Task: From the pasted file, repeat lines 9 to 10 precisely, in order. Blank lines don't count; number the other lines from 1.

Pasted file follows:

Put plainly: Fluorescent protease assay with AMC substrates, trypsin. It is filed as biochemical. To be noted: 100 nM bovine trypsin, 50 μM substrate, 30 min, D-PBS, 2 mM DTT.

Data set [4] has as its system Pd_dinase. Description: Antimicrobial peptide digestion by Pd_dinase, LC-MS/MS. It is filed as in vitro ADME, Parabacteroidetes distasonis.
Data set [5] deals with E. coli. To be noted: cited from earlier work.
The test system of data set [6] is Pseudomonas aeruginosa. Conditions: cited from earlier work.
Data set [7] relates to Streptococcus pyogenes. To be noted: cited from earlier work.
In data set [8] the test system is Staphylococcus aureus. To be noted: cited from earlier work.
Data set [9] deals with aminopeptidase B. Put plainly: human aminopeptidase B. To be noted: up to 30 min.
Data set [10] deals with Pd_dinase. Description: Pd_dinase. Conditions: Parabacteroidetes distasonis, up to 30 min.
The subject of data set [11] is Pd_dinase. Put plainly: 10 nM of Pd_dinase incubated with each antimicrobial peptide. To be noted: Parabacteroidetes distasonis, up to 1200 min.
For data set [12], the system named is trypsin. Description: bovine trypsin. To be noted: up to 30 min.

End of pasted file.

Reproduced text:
The subject of data set [11] is Pd_dinase. Put plainly: 10 nM of Pd_dinase incubated with each antimicrobial peptide. To be noted: Parabacteroidetes distasonis, up to 1200 min.
For data set [12], the system named is trypsin. Description: bovine trypsin. To be noted: up to 30 min.